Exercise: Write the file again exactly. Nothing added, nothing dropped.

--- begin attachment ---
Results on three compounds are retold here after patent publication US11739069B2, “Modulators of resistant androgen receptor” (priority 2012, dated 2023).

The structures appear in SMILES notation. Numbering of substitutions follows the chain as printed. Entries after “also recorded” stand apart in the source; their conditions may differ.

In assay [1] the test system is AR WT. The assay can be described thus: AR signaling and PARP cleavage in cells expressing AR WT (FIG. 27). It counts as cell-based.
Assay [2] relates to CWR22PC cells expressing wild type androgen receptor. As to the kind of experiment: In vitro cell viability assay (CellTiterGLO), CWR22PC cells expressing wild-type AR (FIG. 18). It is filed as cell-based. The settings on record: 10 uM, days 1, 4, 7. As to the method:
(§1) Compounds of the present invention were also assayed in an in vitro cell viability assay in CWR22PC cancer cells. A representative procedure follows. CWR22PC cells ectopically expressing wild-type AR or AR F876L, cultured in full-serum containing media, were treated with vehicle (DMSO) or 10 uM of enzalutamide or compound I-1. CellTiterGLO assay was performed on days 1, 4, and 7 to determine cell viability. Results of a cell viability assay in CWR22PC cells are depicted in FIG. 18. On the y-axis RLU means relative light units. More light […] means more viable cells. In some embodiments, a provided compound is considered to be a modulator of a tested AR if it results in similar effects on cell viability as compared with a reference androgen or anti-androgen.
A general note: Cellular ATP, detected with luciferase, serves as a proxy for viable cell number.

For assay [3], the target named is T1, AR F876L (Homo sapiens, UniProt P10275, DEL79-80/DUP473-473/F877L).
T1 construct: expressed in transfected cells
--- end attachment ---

Results on three compounds are retold here after patent publication US11739069B2, “Modulators of resistant androgen receptor” (priority 2012, dated 2023).

The structures appear in SMILES notation. Numbering of substitutions follows the chain as printed. Entries after “also recorded” stand apart in the source; their conditions may differ.

In assay [1] the test system is AR WT. The assay can be described thus: AR signaling and PARP cleavage in cells expressing AR WT (FIG. 27). It counts as cell-based.
Assay [2] relates to CWR22PC cells expressing wild type androgen receptor. As to the kind of experiment: In vitro cell viability assay (CellTiterGLO), CWR22PC cells expressing wild-type AR (FIG. 18). It is filed as cell-based. The settings on record: 10 uM, days 1, 4, 7. As to the method:
(§1) Compounds of the present invention were also assayed in an in vitro cell viability assay in CWR22PC cancer cells. A representative procedure follows. CWR22PC cells ectopically expressing wild-type AR or AR F876L, cultured in full-serum containing media, were treated with vehicle (DMSO) or 10 uM of enzalutamide or compound I-1. CellTiterGLO assay was performed on days 1, 4, and 7 to determine cell viability. Results of a cell viability assay in CWR22PC cells are depicted in FIG. 18. On the y-axis RLU means relative light units. More light […] means more viable cells. In some embodiments, a provided compound is considered to be a modulator of a tested AR if it results in similar effects on cell viability as compared with a reference androgen or anti-androgen.
A general note: Cellular ATP, detected with luciferase, serves as a proxy for viable cell number.

For assay [3], the target named is T1, AR F876L (Homo sapiens, UniProt P10275, DEL79-80/DUP473-473/F877L).
T1 construct: expressed in transfected cells